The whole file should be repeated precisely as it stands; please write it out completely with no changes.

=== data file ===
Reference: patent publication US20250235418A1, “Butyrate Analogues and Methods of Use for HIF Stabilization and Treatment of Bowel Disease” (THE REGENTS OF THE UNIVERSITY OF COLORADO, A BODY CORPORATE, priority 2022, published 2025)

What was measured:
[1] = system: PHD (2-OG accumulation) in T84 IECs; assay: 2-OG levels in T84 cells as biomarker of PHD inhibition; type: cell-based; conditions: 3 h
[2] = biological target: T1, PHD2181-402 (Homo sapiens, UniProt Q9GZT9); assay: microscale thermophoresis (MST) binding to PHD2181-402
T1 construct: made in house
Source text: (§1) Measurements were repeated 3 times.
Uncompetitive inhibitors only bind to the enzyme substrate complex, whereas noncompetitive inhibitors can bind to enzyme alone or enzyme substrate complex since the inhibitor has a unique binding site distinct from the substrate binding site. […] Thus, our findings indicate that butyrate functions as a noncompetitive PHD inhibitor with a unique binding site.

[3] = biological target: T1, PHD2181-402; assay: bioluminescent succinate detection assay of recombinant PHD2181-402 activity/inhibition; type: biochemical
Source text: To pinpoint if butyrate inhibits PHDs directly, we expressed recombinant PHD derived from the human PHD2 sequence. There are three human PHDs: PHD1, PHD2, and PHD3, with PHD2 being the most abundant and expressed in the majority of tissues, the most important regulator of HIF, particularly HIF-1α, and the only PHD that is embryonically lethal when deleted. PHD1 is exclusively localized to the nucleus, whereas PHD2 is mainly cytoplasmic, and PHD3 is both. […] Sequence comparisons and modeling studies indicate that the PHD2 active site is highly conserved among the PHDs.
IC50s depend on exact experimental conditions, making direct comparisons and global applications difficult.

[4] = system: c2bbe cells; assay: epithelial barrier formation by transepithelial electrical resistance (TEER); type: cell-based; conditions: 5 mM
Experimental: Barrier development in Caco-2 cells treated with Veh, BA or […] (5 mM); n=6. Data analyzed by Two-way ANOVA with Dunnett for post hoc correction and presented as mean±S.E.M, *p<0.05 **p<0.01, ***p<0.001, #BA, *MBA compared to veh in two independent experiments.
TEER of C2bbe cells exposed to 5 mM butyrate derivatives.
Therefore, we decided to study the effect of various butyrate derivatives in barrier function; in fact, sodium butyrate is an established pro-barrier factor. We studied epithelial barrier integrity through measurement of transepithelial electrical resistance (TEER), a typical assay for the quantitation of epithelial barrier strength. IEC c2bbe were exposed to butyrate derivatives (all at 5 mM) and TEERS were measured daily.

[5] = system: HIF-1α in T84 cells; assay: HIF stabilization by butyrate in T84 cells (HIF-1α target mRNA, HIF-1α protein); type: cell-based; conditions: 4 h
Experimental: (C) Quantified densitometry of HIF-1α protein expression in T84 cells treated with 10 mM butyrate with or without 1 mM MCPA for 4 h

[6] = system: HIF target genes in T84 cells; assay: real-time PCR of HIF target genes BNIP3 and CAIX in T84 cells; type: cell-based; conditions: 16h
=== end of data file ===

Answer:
Reference: patent publication US20250235418A1, “Butyrate Analogues and Methods of Use for HIF Stabilization and Treatment of Bowel Disease” (THE REGENTS OF THE UNIVERSITY OF COLORADO, A BODY CORPORATE, priority 2022, published 2025)

What was measured:
[1] = system: PHD (2-OG accumulation) in T84 IECs; assay: 2-OG levels in T84 cells as biomarker of PHD inhibition; type: cell-based; conditions: 3 h
[2] = biological target: T1, PHD2181-402 (Homo sapiens, UniProt Q9GZT9); assay: microscale thermophoresis (MST) binding to PHD2181-402
T1 construct: made in house
Source text: (§1) Measurements were repeated 3 times.
Uncompetitive inhibitors only bind to the enzyme substrate complex, whereas noncompetitive inhibitors can bind to enzyme alone or enzyme substrate complex since the inhibitor has a unique binding site distinct from the substrate binding site. […] Thus, our findings indicate that butyrate functions as a noncompetitive PHD inhibitor with a unique binding site.

[3] = biological target: T1, PHD2181-402; assay: bioluminescent succinate detection assay of recombinant PHD2181-402 activity/inhibition; type: biochemical
Source text: To pinpoint if butyrate inhibits PHDs directly, we expressed recombinant PHD derived from the human PHD2 sequence. There are three human PHDs: PHD1, PHD2, and PHD3, with PHD2 being the most abundant and expressed in the majority of tissues, the most important regulator of HIF, particularly HIF-1α, and the only PHD that is embryonically lethal when deleted. PHD1 is exclusively localized to the nucleus, whereas PHD2 is mainly cytoplasmic, and PHD3 is both. […] Sequence comparisons and modeling studies indicate that the PHD2 active site is highly conserved among the PHDs.
IC50s depend on exact experimental conditions, making direct comparisons and global applications difficult.

[4] = system: c2bbe cells; assay: epithelial barrier formation by transepithelial electrical resistance (TEER); type: cell-based; conditions: 5 mM
Experimental: Barrier development in Caco-2 cells treated with Veh, BA or […] (5 mM); n=6. Data analyzed by Two-way ANOVA with Dunnett for post hoc correction and presented as mean±S.E.M, *p<0.05 **p<0.01, ***p<0.001, #BA, *MBA compared to veh in two independent experiments.
TEER of C2bbe cells exposed to 5 mM butyrate derivatives.
Therefore, we decided to study the effect of various butyrate derivatives in barrier function; in fact, sodium butyrate is an established pro-barrier factor. We studied epithelial barrier integrity through measurement of transepithelial electrical resistance (TEER), a typical assay for the quantitation of epithelial barrier strength. IEC c2bbe were exposed to butyrate derivatives (all at 5 mM) and TEERS were measured daily.

[5] = system: HIF-1α in T84 cells; assay: HIF stabilization by butyrate in T84 cells (HIF-1α target mRNA, HIF-1α protein); type: cell-based; conditions: 4 h
Experimental: (C) Quantified densitometry of HIF-1α protein expression in T84 cells treated with 10 mM butyrate with or without 1 mM MCPA for 4 h

[6] = system: HIF target genes in T84 cells; assay: real-time PCR of HIF target genes BNIP3 and CAIX in T84 cells; type: cell-based; conditions: 16h